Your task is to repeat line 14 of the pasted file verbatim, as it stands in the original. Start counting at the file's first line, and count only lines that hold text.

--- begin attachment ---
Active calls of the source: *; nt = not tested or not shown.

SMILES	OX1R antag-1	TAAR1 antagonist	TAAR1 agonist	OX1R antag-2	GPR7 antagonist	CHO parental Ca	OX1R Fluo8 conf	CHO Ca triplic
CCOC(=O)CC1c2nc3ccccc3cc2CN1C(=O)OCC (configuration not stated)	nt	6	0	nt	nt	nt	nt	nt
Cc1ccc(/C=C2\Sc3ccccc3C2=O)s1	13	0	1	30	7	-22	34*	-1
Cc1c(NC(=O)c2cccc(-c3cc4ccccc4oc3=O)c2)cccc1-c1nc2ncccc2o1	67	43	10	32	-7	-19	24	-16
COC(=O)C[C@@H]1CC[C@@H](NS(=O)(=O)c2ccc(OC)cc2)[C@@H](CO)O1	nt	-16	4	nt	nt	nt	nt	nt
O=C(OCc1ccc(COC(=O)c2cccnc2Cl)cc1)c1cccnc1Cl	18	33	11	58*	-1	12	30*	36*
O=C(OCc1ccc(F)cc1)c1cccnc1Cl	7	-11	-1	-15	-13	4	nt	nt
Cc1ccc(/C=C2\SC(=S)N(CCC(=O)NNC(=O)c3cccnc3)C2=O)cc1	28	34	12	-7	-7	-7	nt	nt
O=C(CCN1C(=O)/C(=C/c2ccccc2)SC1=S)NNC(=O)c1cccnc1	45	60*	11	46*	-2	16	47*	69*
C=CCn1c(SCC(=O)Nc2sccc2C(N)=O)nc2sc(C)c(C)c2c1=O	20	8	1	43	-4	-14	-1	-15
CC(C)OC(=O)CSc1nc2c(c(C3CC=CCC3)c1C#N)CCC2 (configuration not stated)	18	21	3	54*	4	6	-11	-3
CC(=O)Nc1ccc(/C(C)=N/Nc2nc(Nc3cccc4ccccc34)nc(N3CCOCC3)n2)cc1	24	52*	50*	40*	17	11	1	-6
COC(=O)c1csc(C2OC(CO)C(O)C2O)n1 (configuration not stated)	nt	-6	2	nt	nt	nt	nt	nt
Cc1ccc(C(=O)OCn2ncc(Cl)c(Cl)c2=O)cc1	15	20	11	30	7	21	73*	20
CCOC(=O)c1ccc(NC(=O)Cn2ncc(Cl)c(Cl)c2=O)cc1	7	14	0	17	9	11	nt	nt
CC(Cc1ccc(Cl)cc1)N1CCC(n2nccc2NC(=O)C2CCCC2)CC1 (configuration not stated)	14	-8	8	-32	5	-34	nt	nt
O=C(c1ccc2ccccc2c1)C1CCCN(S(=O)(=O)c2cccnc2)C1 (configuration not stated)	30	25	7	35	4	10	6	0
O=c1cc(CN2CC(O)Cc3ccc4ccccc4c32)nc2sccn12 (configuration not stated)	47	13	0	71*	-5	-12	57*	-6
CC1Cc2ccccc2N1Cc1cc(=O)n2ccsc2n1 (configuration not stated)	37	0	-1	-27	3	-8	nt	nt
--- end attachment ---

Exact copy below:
COC(=O)c1csc(C2OC(CO)C(O)C2O)n1 (configuration not stated)	nt	-6	2	nt	nt	nt	nt	nt